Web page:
An Earlier Brexit in the 3rd Century
Carausius, full name (as from a milestone found at Carlisle) Marcus Aurelius Mausaeus Valerius Carausius, was not even a Roman despite his name. He was a Celt from Gaul (Northern France). Yet he rose, from humble beginnings, to command the Roman Channel Fleet, Classis Britannica, and finally to declare himself Emperor of Britain and Northern France.
Declaring himself Emperor in 286 was rather forced upon him, because he had been caught out in a scam as Commander of the Fleet. The Fleet's purpose was to keep The Channel free of pirates. Carausius was accused of letting the pirates capture merchant shipping before attacking them. He would then redirect a substantial part of the pirates' loot to his own use. He was tried in absentia and sentenced to death. That was his spur for rebelling. Yet there must have been enough support in the Army and amongst the civilian population for this ever to have succeeded. For succeed it did, when sailing his fleet north Carausius defeated Britain's Roman Governor, Quintus Bassianus, near York.
Carausius ruled until 293, although in 288 or 289 he had to defend his gains against legitimate imperial forces. He won a victory, or so he claimed, other sources suggest bad British weather drove the invading forces back to the continent.
Written sources for his reign remain thin on the ground, and are almost entirely biased against him. The best source is from the large coinage he issued from three mints, London, Rouen, and a third, which some believe was Colchester. He issued silver and gold coins in addition to the normal bronze. The inscriptions on the coins are most illuminating. On one series Carausius is described as 'Ruler of The North', somewhat reminiscent of 'Game of 'Thrones. In others he is described variously as 'Restorer of Britain', 'Spirit of Britain', and with a quotation from The Aeniad as 'Come thou long awaited one' (Expectate Veni), with a picture of Carausius being warmly embraced by Britannia. Very Dominic Cummings!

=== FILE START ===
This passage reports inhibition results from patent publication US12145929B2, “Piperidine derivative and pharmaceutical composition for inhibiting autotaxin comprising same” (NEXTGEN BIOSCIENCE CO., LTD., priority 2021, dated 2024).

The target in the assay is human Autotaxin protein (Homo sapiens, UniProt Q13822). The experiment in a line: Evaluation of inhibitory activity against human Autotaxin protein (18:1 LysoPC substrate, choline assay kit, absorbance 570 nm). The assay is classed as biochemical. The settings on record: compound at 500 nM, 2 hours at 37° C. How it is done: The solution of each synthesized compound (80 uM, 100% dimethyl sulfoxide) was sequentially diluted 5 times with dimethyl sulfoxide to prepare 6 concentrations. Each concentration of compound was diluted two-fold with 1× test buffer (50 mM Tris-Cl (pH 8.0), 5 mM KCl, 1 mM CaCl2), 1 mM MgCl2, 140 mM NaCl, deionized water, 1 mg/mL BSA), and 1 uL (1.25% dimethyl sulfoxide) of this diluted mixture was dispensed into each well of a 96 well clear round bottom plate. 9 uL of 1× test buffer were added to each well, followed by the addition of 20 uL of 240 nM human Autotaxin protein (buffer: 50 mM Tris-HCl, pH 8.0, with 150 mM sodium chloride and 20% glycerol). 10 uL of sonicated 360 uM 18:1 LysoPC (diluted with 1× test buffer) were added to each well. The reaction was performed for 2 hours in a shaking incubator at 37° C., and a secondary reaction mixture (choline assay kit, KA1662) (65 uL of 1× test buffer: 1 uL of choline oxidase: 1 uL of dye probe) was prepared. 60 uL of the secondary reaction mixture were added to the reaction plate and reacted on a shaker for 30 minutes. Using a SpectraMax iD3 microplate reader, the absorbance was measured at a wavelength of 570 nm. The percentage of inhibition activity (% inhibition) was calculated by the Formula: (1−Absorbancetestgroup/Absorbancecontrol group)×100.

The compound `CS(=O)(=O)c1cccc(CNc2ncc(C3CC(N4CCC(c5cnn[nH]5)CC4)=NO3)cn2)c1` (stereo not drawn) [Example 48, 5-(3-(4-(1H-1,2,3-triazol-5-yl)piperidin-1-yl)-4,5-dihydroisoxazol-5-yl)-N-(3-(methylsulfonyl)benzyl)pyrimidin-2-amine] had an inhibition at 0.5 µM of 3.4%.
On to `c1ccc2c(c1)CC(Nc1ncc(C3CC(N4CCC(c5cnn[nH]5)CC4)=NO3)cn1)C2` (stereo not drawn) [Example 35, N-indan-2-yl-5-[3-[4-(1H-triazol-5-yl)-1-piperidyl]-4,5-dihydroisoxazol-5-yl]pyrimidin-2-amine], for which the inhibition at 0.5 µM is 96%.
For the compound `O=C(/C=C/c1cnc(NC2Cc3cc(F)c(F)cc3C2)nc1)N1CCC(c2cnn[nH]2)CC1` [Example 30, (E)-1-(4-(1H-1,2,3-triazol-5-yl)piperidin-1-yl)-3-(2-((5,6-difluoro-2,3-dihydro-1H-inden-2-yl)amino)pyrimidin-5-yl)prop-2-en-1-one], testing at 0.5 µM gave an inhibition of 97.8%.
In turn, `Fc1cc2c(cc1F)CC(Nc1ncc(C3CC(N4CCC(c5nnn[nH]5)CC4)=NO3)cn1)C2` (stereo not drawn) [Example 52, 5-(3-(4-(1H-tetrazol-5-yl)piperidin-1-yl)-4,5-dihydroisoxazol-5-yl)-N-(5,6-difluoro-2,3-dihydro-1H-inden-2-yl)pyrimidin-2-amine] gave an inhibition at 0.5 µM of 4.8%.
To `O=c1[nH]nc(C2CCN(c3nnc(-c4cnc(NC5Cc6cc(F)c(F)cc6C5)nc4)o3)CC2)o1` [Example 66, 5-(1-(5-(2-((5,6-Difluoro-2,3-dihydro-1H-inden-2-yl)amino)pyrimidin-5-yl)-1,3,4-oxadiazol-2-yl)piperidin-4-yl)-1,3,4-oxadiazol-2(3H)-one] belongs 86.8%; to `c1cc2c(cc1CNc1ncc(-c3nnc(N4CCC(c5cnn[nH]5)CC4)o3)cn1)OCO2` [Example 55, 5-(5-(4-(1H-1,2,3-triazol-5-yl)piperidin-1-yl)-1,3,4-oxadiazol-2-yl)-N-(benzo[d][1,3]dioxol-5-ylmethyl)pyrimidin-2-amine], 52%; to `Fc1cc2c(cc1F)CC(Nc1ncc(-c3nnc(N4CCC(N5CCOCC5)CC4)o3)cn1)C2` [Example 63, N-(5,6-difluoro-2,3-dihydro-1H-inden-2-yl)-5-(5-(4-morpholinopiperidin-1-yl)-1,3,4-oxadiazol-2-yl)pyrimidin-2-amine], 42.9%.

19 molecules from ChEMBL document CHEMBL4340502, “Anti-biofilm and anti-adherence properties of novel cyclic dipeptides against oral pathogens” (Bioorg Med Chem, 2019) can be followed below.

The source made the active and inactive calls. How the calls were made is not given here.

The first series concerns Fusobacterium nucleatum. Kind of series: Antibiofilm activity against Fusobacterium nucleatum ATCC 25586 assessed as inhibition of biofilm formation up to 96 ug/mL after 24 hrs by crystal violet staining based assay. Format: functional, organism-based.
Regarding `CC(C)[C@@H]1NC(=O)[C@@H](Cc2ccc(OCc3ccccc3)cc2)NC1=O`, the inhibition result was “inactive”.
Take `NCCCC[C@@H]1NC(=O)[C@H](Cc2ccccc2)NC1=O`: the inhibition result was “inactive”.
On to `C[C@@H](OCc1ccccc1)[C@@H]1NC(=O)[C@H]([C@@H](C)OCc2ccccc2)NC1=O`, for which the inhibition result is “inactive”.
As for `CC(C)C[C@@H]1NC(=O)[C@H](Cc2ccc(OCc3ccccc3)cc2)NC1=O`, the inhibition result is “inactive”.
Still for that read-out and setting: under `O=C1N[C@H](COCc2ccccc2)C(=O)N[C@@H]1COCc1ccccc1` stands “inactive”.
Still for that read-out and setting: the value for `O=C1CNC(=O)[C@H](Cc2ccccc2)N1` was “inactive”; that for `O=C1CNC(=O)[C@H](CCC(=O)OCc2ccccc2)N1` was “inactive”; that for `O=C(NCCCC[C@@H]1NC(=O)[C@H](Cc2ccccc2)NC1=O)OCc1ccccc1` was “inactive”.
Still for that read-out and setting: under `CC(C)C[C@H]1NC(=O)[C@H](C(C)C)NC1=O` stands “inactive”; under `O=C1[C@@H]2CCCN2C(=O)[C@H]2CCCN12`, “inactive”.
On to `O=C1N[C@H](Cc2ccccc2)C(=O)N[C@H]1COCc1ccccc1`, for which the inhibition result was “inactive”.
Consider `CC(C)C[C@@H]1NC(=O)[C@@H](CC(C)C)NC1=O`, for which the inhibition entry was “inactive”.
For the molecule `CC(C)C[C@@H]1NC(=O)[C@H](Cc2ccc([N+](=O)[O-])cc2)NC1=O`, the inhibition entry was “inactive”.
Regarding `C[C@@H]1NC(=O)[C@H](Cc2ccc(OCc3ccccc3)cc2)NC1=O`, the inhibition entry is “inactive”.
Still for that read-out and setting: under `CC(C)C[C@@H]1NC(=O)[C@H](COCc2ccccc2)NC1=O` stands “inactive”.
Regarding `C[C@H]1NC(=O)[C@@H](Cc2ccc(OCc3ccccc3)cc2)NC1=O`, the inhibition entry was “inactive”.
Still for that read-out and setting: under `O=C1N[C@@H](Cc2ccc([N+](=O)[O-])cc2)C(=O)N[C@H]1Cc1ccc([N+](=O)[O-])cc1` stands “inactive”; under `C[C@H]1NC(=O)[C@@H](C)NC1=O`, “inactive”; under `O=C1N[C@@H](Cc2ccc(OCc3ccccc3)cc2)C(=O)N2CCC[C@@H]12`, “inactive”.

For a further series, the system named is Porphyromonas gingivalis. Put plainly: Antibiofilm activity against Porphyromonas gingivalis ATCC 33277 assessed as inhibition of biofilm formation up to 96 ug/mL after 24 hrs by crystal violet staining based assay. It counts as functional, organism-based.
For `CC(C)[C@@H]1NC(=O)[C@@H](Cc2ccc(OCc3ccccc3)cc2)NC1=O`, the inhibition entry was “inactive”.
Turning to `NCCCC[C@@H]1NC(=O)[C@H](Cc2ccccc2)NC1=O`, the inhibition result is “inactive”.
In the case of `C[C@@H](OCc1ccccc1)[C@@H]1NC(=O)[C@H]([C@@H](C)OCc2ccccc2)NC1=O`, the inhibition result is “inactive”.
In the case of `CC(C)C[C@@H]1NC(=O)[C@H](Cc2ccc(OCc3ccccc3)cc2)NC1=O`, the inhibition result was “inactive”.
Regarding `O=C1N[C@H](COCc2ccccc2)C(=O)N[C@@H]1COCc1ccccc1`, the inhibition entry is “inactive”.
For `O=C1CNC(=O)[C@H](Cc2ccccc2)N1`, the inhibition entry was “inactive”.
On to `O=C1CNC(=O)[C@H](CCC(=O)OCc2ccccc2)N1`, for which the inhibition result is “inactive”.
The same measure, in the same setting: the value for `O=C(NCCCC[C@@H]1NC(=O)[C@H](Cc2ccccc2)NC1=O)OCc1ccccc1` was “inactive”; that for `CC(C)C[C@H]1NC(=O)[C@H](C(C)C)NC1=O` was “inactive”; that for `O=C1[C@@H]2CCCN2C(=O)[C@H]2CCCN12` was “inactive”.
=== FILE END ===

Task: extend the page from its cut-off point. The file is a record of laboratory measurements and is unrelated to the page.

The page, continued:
Roman coins, unlike subsequent Saxon and Medieval ones, (until the reign of Henry VII), did not portray real likenesses of the kings who issued them. But from Carausius' coinage we can see very clearly that with a large head and a thick bullish neck he looks more like a bouncer than a classical Roman Emperor.
If you are a usurper you give other people the idea too. Allectus, who was Carausius's Treasurer, was one such, and in 293 he assassinated Carausius and assumed the British 'throne'. He only lasted three years until an imperial army, under The Praetorian Prefect, Julius Asclepiodotus, landed on the Isle of Wight and defeated and killed Allectus at a battle at Silchester.
A brief moment of independence from Rome. Were ordinary Britons better off being ruled by a Celt? Rather unlikely and there is no evidence for that. Did trade collapse? Little evidence that it did. Did ordinary Romano-Britons celebrate with street parties? No. In fact it is probably more accurate to say people really didn't care much. After all it was only politics. Provided there was no military threat or economic meltdown, people just carried on in a rather British way. The elite on their luxury villa estates, the poor on the land, as ever scratching a living.